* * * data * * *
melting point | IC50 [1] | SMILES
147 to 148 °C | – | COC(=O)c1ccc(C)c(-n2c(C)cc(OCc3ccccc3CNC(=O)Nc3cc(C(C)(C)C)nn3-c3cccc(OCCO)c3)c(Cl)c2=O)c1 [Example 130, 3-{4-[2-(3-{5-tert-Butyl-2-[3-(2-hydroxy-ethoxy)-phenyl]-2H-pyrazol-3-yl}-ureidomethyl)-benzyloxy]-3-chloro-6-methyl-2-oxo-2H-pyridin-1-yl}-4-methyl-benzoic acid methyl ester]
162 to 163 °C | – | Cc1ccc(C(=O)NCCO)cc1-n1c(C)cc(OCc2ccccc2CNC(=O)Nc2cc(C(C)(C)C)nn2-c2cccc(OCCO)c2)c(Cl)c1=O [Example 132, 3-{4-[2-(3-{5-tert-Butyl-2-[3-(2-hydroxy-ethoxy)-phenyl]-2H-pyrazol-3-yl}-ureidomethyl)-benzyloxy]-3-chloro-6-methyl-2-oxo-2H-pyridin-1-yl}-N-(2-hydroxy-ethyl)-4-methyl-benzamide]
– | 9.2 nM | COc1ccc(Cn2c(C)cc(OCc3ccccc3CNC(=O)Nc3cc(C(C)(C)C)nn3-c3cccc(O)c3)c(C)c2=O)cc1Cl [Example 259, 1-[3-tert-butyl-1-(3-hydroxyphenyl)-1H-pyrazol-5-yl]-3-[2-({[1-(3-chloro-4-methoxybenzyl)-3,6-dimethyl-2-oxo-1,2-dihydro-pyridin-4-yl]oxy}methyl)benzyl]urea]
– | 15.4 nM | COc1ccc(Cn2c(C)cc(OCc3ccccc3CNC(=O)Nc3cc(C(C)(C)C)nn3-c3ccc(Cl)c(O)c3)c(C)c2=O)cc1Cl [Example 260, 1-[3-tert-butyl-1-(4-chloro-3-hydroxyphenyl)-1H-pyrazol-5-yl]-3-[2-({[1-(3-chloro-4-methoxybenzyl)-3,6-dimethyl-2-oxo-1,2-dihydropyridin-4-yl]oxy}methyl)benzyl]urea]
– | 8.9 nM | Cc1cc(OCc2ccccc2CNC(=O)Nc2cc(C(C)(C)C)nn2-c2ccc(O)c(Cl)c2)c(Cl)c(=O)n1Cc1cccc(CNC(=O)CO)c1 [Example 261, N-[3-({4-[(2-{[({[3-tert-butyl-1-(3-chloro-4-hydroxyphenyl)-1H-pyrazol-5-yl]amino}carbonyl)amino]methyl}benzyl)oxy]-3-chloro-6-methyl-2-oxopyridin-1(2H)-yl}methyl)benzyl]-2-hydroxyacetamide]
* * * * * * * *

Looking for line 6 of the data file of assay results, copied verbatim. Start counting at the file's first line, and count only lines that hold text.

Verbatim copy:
– | 8.9 nM | Cc1cc(OCc2ccccc2CNC(=O)Nc2cc(C(C)(C)C)nn2-c2ccc(O)c(Cl)c2)c(Cl)c(=O)n1Cc1cccc(CNC(=O)CO)c1 [Example 261, N-[3-({4-[(2-{[({[3-tert-butyl-1-(3-chloro-4-hydroxyphenyl)-1H-pyrazol-5-yl]amino}carbonyl)amino]methyl}benzyl)oxy]-3-chloro-6-methyl-2-oxopyridin-1(2H)-yl}methyl)benzyl]-2-hydroxyacetamide]